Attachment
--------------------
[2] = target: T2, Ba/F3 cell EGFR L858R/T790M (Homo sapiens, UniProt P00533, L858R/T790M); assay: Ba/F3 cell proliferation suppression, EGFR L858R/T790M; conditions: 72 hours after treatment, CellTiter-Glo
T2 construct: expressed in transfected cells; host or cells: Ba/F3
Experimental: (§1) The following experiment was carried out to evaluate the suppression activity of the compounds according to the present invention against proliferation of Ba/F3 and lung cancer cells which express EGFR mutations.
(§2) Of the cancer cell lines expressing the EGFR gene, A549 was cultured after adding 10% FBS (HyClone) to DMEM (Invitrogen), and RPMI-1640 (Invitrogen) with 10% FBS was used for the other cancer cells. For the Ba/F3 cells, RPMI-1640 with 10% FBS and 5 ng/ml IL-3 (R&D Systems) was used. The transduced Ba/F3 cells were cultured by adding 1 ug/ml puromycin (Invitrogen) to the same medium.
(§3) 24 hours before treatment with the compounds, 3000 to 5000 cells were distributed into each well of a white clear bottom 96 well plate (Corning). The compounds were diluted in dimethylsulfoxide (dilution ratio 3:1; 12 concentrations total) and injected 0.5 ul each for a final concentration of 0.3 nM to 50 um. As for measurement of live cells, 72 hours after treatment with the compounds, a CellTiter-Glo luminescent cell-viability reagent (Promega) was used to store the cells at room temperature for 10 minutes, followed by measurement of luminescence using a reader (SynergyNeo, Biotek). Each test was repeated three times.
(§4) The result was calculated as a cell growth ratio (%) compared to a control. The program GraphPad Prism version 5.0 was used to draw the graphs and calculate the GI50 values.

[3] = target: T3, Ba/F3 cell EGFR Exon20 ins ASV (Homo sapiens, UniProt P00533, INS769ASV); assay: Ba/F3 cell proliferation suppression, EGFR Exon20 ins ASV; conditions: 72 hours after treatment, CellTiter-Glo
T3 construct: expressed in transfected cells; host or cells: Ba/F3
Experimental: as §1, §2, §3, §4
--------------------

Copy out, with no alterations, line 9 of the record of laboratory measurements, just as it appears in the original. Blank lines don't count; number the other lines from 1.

Experimental: as §1, §2, §3, §4